d. an analog output summing node connected to the outputs of the plurality of N−1 digital-to-analog converter elements in order to receive and sum the analog outputs of the digital-to-analog converter elements to generate an aggregated analog output.

2. A randomized dynamic element matching digital-to-analog converter for converting an N-level digital input signal to an analog output signal corresponding thereto during at least one conversion cycle, as set forth in claim 1 , wherein the input signal is a binary signal, and wherein the digital-to-analog converter elements are unit-digital-to-analog converter elements.

3. A randomized dynamic element matching digital-to-analog converter for converting an N-level digital input signal to an analog output signal corresponding thereto during at least one conversion cycle, as set forth in claim 2 , wherein the stochastic barrel shifting encoder is an all-digital encoder.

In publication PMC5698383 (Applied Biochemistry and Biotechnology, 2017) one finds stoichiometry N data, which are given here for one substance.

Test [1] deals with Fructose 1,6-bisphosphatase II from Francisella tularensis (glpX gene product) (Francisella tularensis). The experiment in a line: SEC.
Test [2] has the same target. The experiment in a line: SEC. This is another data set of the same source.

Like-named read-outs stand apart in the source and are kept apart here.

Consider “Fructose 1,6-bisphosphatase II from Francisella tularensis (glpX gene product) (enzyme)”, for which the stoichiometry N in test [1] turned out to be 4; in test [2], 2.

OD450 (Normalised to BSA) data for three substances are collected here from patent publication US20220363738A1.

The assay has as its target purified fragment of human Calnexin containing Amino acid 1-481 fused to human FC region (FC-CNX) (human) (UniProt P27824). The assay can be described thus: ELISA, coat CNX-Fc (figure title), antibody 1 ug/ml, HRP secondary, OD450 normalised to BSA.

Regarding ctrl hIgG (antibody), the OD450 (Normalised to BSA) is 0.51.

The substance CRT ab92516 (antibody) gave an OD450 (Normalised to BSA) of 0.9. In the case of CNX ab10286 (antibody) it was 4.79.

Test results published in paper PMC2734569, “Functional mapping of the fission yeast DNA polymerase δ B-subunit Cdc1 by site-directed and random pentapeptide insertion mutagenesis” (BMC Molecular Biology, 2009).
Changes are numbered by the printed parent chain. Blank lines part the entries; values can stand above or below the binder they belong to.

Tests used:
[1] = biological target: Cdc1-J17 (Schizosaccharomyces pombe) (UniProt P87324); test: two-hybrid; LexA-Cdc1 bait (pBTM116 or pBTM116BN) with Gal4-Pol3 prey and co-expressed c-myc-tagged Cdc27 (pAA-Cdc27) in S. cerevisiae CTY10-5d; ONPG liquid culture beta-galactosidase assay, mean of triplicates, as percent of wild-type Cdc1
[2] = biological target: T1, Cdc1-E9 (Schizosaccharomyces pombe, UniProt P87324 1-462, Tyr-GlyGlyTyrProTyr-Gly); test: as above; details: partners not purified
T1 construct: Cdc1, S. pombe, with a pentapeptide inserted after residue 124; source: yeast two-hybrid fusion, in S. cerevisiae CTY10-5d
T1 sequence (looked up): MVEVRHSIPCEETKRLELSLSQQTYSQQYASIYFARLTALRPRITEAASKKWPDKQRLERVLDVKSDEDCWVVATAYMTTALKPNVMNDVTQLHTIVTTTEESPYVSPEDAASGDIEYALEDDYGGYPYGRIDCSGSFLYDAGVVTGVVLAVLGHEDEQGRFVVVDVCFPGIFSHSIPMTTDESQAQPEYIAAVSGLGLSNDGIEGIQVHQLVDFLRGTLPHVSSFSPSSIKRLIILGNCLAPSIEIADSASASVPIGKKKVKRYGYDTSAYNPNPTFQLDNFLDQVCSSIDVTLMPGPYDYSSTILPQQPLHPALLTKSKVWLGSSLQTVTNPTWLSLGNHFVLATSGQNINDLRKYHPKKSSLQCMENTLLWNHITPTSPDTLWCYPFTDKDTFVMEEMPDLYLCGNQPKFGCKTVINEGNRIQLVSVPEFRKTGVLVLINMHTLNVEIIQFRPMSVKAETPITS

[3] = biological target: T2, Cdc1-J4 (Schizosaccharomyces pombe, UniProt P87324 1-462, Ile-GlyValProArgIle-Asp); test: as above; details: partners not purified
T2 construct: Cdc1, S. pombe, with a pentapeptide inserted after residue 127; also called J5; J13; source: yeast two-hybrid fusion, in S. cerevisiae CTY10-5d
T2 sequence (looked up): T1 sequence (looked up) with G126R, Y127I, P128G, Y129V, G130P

4. A randomized dynamic element matching digital-to-analog converter for converting an N-level digital input signal to an analog output signal corresponding thereto during at least one conversion cycle, as set forth in claim 1 , wherein the random number generator is included within the stochastic barrel shifting encoder.

5. A randomized dynamic element matching digital-to-analog converter for converting an N-level digital input signal to an analog output signal corresponding thereto during at least one conversion cycle, as set forth in claim 1 , wherein the random number offset o[n] is an integer used directly in to select the digital-to-analog converter elements (DACE) according to,

where the random number offset o[n] is an integer randomly selected from the set including number-members i, {0, 1, . . . , N−2}, and % denotes the “modulo” operator.

6. A randomized dynamic element matching digital-to-analog converter for converting an N-level digital input signal to an analog output signal corresponding thereto during at least one conversion cycle, as set forth in claim 5 , wherein the possibility of selection of each of the number-members i of the set {0, 1, . . . , N−2} to provide the random number offset o[n] is equi-probable as denoted by, $P\ue89e\left\{o\ue8a0\left[n\right]=i\right\}=\frac{1}{N-1},$

for all of the number-members i, and the value of o[n] is roughly statistically independent of previously generated values.